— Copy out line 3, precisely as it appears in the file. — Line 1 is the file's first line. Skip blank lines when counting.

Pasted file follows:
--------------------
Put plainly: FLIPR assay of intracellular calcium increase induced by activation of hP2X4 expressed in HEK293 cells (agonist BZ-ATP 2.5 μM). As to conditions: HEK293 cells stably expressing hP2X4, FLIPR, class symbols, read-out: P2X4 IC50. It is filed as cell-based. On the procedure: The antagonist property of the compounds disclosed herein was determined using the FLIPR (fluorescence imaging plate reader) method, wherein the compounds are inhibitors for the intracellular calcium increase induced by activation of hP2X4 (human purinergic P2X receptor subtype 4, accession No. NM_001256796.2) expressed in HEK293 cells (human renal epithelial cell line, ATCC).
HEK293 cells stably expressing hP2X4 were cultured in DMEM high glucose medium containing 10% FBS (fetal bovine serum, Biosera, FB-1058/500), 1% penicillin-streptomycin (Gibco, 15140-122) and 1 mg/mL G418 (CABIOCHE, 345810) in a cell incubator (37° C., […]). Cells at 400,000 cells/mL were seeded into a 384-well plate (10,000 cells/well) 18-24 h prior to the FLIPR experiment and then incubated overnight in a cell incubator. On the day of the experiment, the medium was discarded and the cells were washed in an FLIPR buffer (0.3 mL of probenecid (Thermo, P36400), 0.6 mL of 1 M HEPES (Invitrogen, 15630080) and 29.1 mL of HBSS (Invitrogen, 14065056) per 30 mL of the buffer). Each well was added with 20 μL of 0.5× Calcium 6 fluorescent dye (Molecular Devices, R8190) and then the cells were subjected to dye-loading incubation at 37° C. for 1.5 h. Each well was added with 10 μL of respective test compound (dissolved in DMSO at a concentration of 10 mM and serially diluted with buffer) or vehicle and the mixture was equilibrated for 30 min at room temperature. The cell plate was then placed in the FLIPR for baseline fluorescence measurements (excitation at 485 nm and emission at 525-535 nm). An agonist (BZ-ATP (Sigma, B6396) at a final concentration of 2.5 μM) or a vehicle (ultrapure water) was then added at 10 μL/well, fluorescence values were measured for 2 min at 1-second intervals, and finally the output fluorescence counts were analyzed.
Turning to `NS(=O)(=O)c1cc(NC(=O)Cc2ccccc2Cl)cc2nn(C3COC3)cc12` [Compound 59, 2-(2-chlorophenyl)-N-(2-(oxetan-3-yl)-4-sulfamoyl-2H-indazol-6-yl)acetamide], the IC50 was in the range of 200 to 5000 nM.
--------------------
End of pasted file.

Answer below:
Turning to `NS(=O)(=O)c1cc(NC(=O)Cc2ccccc2Cl)cc2nn(C3COC3)cc12` [Compound 59, 2-(2-chlorophenyl)-N-(2-(oxetan-3-yl)-4-sulfamoyl-2H-indazol-6-yl)acetamide], the IC50 was in the range of 200 to 5000 nM.